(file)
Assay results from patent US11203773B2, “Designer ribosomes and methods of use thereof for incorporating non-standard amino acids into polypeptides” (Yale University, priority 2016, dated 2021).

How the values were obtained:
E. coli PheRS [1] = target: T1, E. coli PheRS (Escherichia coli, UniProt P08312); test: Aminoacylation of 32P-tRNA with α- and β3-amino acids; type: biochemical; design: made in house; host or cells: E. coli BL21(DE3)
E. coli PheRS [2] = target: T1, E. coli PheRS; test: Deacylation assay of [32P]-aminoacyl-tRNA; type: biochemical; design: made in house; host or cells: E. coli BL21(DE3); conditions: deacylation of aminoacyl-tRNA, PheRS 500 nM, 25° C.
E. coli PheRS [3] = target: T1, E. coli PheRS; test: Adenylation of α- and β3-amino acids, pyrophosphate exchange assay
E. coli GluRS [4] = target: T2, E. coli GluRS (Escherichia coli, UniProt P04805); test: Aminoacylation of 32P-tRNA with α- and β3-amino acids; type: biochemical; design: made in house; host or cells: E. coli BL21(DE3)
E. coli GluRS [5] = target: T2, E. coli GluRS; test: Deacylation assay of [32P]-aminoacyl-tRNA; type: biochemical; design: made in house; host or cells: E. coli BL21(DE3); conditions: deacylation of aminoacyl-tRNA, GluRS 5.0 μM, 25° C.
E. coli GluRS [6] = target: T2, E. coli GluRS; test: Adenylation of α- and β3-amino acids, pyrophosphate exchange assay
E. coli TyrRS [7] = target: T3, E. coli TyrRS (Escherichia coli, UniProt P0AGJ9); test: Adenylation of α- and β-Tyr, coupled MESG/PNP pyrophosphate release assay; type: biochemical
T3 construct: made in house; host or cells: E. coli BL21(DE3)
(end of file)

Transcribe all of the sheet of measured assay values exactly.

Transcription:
Assay results from patent US11203773B2, “Designer ribosomes and methods of use thereof for incorporating non-standard amino acids into polypeptides” (Yale University, priority 2016, dated 2021).

How the values were obtained:
E. coli PheRS [1] = target: T1, E. coli PheRS (Escherichia coli, UniProt P08312); test: Aminoacylation of 32P-tRNA with α- and β3-amino acids; type: biochemical; design: made in house; host or cells: E. coli BL21(DE3)
E. coli PheRS [2] = target: T1, E. coli PheRS; test: Deacylation assay of [32P]-aminoacyl-tRNA; type: biochemical; design: made in house; host or cells: E. coli BL21(DE3); conditions: deacylation of aminoacyl-tRNA, PheRS 500 nM, 25° C.
E. coli PheRS [3] = target: T1, E. coli PheRS; test: Adenylation of α- and β3-amino acids, pyrophosphate exchange assay
E. coli GluRS [4] = target: T2, E. coli GluRS (Escherichia coli, UniProt P04805); test: Aminoacylation of 32P-tRNA with α- and β3-amino acids; type: biochemical; design: made in house; host or cells: E. coli BL21(DE3)
E. coli GluRS [5] = target: T2, E. coli GluRS; test: Deacylation assay of [32P]-aminoacyl-tRNA; type: biochemical; design: made in house; host or cells: E. coli BL21(DE3); conditions: deacylation of aminoacyl-tRNA, GluRS 5.0 μM, 25° C.
E. coli GluRS [6] = target: T2, E. coli GluRS; test: Adenylation of α- and β3-amino acids, pyrophosphate exchange assay
E. coli TyrRS [7] = target: T3, E. coli TyrRS (Escherichia coli, UniProt P0AGJ9); test: Adenylation of α- and β-Tyr, coupled MESG/PNP pyrophosphate release assay; type: biochemical
T3 construct: made in house; host or cells: E. coli BL21(DE3)